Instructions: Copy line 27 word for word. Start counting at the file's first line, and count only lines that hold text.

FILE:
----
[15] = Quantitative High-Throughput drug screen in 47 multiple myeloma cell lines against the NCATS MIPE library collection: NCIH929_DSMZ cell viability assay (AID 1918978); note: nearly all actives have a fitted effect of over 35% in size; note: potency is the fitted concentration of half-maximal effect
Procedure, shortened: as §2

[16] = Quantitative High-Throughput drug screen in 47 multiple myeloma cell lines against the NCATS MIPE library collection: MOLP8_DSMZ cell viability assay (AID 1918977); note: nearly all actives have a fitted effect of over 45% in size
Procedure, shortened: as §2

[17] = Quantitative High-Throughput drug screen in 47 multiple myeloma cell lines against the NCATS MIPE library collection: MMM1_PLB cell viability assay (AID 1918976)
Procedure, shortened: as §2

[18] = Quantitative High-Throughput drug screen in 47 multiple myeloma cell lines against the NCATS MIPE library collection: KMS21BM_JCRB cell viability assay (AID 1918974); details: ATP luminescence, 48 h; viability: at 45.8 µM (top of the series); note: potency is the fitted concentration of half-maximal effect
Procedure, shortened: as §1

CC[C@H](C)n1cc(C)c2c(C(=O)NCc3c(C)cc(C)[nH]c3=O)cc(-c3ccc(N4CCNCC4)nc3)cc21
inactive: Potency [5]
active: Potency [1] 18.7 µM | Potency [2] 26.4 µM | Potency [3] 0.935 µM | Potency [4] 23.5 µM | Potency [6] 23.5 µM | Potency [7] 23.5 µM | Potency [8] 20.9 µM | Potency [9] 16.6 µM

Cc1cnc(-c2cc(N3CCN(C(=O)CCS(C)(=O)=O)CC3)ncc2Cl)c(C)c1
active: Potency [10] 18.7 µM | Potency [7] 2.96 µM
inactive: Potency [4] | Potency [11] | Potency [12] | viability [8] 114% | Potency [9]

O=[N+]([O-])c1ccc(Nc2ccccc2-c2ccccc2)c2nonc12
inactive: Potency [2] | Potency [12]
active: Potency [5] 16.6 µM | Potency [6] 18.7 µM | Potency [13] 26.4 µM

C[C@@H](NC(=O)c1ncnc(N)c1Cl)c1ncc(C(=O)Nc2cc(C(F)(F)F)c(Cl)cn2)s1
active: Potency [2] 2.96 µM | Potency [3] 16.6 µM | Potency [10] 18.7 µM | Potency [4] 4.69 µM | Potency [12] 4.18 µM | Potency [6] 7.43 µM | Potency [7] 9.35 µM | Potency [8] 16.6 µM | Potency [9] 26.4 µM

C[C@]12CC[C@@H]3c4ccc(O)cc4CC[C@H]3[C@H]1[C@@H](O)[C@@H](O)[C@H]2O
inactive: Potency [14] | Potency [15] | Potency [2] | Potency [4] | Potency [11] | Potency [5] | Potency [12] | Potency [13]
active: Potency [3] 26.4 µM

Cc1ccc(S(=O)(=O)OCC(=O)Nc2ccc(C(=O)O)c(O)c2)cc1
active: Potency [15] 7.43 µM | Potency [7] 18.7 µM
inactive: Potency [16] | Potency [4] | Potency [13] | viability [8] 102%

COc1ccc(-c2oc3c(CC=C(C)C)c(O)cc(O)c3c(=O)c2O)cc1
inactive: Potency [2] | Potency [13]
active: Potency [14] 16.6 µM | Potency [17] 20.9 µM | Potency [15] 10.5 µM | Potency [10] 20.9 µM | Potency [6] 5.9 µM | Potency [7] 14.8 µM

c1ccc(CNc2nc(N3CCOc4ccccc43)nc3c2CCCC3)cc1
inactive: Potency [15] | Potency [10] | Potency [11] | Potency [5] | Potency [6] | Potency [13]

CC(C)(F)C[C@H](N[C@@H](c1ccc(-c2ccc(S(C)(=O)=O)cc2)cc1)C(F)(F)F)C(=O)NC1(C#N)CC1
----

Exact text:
inactive: Potency [2] | Potency [13]